Self-funded PhD opportunities

Developing self-assembled peptide nanomaterials as targeted endocrine therapies for tumours

  • Application end date: Applications accepted all year round
  • Funding Availability: Self-funded PhD students only
  • Department: School of Pharmacy and Biomedical Sciences
  • PhD Supervisor: Dr Aikaterini Lalatsa and Prof Geoff J Pilkington

Breast cancer remains the commonest cancer among women globally (25% of all cases). Although mortality has been reduced by 20% in recent years, the incidence is rising in the developed world. Invasive forms of breast cancer can lead to metastasis in the lung, liver, bone, skin and brain (10-30% of cases) with the latter being associated with the shortest survival time compared to other sites. Breast cancer metastatic to the brain (BCMB) is most prevalent in the triple negative tumours and HER2+ subpopulations, since targeted therapies against HER2+ disease (such as Trastuzumab) are able to successfully control non-CNS disease. However, these therapies including Trastuzumab are unable to penetrate the blood-brain barrier (BBB) in significant amounts. Nanoparticulate technologies are the only technologies to-date to have shown promise in delivery across the BBB and in the treatment of tumours including brain tumours.

The project aims in developing targeted endocrine peptide treatments for the treatment of breast tumours and BCMB by targeting GPCR overexpressed in breast tumour and brain metastatic tumour cells. However, for these peptide therapeutics to reach the tumour in adequate amounts, which is not possible due to their short plasma half-life and inability to permeate biological membranes such as the BBB. We have shown that peptide nanofibers produced via the self-assembly of lipidised peptides enables peptide delivery across the BBB and possess an enhanced plasma stability able to target GPCRs on the surface of brain tumour cells (Lalatsa 2015 Journal of Controlled Release 197:87-96). Additionally we have been able to load cytotoxic drugs within the resulting self-assembled peptide nanofibers to enable the development of a novel endocrine strategy for the delivery and targeting of cytotoxic drugs to breast and BCMB brain tumours.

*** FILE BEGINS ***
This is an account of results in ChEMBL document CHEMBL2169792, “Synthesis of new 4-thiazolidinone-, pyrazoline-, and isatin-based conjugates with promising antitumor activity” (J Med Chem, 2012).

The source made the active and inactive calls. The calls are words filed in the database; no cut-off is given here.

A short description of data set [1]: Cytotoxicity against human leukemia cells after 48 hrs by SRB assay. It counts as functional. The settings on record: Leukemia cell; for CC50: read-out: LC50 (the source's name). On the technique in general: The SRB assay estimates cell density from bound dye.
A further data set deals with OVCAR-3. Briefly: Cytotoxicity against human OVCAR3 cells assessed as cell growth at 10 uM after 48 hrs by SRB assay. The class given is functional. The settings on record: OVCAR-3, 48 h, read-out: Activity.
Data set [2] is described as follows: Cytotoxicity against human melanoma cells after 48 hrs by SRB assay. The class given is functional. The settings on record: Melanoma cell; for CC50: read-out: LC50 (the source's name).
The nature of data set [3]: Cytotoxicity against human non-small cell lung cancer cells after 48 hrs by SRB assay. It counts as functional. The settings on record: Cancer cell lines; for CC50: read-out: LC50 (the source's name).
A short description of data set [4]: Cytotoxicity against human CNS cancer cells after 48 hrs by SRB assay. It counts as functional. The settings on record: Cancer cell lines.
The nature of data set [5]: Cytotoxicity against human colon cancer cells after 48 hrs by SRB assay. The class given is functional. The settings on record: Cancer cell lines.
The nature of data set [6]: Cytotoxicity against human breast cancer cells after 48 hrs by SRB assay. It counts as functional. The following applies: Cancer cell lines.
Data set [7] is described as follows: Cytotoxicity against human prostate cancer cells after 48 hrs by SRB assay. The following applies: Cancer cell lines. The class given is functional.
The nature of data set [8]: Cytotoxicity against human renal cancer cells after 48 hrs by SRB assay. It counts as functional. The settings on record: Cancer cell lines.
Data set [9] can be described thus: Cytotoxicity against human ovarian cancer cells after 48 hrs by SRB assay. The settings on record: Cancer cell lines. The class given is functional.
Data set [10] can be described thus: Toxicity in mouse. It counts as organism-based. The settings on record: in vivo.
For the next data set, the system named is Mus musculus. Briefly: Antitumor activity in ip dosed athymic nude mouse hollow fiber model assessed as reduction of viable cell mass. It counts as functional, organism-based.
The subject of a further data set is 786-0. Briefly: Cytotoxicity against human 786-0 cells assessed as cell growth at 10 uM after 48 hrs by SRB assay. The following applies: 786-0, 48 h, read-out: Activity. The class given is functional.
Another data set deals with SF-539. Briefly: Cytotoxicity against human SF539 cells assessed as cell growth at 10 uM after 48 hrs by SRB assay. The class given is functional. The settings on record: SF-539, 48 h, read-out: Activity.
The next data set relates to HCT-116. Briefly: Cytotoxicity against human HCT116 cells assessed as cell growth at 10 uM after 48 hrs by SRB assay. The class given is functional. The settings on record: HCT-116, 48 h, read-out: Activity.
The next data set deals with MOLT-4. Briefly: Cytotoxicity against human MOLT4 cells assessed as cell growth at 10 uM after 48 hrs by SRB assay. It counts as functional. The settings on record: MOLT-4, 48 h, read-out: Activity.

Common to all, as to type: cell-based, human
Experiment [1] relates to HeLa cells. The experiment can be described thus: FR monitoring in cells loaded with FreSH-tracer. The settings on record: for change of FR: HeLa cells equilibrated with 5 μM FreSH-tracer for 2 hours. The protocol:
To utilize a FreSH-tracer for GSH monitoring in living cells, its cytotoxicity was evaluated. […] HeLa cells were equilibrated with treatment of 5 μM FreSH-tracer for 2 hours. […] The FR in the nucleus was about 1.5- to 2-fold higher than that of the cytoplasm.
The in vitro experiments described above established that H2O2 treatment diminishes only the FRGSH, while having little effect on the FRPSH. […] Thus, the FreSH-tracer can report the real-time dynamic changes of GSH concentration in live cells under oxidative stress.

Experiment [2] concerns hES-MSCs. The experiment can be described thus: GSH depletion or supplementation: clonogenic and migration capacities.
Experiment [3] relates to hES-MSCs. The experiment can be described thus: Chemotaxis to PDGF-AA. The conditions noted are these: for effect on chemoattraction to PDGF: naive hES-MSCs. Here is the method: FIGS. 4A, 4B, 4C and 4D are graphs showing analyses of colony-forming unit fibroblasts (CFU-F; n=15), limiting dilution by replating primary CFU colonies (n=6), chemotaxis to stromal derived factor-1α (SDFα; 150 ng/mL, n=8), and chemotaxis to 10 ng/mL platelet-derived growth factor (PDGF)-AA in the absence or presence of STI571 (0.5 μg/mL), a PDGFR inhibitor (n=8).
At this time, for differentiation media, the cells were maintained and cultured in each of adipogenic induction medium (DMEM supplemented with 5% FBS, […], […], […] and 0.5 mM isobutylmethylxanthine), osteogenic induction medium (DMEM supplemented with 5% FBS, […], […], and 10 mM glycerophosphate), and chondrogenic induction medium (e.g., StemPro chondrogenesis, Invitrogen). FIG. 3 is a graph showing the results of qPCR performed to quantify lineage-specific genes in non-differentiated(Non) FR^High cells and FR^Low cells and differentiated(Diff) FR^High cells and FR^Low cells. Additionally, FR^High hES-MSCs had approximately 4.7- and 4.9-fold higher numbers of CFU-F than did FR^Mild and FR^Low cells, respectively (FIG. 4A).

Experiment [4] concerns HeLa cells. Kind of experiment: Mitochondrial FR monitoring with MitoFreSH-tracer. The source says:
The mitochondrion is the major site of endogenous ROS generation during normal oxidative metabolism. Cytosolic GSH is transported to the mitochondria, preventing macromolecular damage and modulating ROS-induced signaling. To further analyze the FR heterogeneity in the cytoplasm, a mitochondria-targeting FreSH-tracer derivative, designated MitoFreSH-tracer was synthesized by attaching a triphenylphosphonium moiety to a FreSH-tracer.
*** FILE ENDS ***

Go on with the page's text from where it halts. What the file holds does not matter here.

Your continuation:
The project presents an opportunity to work at the interface between bionanomaterial engineering, cellular and molecular medicine and drug delivery aiming to address challenges in relation to permeation across the BBB and translation of novel endocrine targets into targeted delivery strategies for primary and metastatic breast tumours. The successful candidate will gain experience and receive training in design of lipidised peptide analogues in silico, solid-phase peptide synthesis and characterisation, physicochemical and morphological characterisation of self-assembled nanofibers, receptor binding assays, permeability studies across an all human in vitro BBB model, efficacy studies in BCBM cell cultures expressing the GPCR receptors, and finally in vivo pharmacokinetic studies. The PhD project will be supervised in collaboration with Prof Geoff Pilkington biomedical-and-biomolecular-science/cell- biology-and- pharmacology/geoff-pilkington/.

In addition you will have access to a skills development program run by the university’s Graduate School. The experimental and analytical skills developed during this project will prepare the student well for a future career in academia or industry.

Research Group Web Site:

Supervisor(s): Dr Aikaterini Lalatsa and Prof Geoff J Pilkington (School of Pharmacy and Biomedical Sciences)

Funding Status: Self funded - University fees (currently, £13,100 for International Students and £4,052 for Home and EU students) + (plus additional bench fees of £6,000 - 8,000 per annum)

Search terms: Nanomedicines, Peptide delivery, Growth factors; Cancer, Brain tumours.

Click here to apply and quote project code PHBM3520117 on your application.